Free, publicly-accessible full text available July 15, 2023
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  6. Abstract The summer intraseasonal oscillation (ISO) is characterized by a northward-moving rainband in the Indo–western Pacific warm pool region. The physical origin of the ISO is not fully understood, as it is masked by strong interaction of convection and circulation. This study examines intraseasonal to interannual variability during June–August over the Indo–western Pacific warm pool region. The results show that the tropical northwest Pacific anomalous anticyclone (NWP-AAC) is a fundamental mode on both intraseasonal and interannual time scales, destabilized by the monsoon mean state, specifically through barotropic energy conversion and convective feedback in the low-level confluence between the monsoon westerlies and easterly trade winds. On the interannual time scale, the NWP-AAC shows a biennial tendency, reversing phase from the summer of El Niño to the summer that follows; the AAC in post–El Niño summer is excited indirectly through sea surface temperature anomalies in the Indo–NWP. On the intraseasonal time scale, the column-integrated moisture advection causes the NWP-AAC-related convection to propagate northward. Our results provide a unifying view of multiscale Asian summer monsoon variability, with important implications for subseasonal to seasonal prediction.
  7. Abstract Investigating Pacific Meridional Modes (PMM) without the influence of tropical Pacific variability is technically difficult if based on observations or fully coupled model simulations due to their overlapping spatial structures. To confront this issue, the present study investigates both North (NPMM) and South PMM (SPMM) in terms of their associated atmospheric forcing and response processes based on a mechanically decoupled climate model simulation. In this experiment, the climatological wind stress is prescribed over the tropical Pacific, which effectively removes dynamically coupled tropical Pacific variability (e.g., the El Niño-Southern Oscillation). Interannual NPMM in this experiment is forced not only by the North Pacific Oscillation, but also by a North Pacific tripole (NPT) pattern of atmospheric internal variability, which primarily forces decadal NPMM variability. Interannual and decadal variability of the SPMM is partly forced by the South Pacific Oscillation. In turn, both interannual and decadal NPMM variability can excite atmospheric teleconnections over the Northern Hemisphere extratropics by influencing the meridional displacement of the climatological intertropical convergence zone throughout the whole year. Similarly, both interannual and decadal SPMM variability can also excite atmospheric teleconnections over the Southern Hemisphere extratropics by extending/shrinking the climatological South Pacific convergence zone in all seasons. Our resultsmore »highlight a new poleward pathway by which both the NPMM and SPMM feed back to the extratropical climate, in addition to the equatorward influence on tropical Pacific variability.« less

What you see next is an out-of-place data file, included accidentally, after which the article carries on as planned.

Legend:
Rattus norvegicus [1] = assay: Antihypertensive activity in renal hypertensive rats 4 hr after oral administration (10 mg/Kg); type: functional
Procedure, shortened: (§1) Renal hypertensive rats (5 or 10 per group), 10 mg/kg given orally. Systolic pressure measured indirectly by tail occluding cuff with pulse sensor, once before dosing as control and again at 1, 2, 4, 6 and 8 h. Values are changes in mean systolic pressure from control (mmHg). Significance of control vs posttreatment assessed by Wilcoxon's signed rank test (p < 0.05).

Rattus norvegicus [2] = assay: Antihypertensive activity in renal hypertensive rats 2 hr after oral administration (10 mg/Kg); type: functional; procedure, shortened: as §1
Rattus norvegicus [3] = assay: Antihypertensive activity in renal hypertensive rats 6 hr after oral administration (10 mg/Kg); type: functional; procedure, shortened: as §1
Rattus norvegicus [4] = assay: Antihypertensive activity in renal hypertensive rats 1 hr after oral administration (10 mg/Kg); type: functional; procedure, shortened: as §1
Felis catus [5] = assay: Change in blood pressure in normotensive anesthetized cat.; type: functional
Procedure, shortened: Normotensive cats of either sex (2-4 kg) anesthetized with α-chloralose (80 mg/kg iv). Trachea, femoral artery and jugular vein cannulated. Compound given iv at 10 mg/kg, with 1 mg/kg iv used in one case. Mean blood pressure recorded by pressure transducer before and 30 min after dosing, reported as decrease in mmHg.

8. Heavy monsoon rainfall ravaged a large swath of East Asia in summer 2020. Severe flooding of the Yangtze River displaced millions of residents in the midst of a historic public health crisis. This extreme rainy season was not anticipated from El Niño conditions. Using observations and model experiments, we show that the record strong Indian Ocean Dipole event in 2019 is an important contributor to the extreme Yangtze flooding of 2020. This Indian Ocean mode and a weak El Niño in the Pacific excite downwelling oceanic Rossby waves that propagate slowly westward south of the equator. At a mooring in the Southwest Indian Ocean, the thermocline deepens by a record 70 m in late 2019. The deepened thermocline helps sustain the Indian Ocean warming through the 2020 summer. The Indian Ocean warming forces an anomalous anticyclone in the lower troposphere over the Indo-Northwest Pacific region and intensifies the upper-level westerly jet over East Asia, leading to heavy summer rainfall in the Yangtze Basin. These coupled ocean-atmosphere processes beyond the equatorial Pacific provide predictability. Indeed, dynamic models initialized with observed ocean state predicted the heavy summer rainfall in the Yangtze Basin as early as April 2020.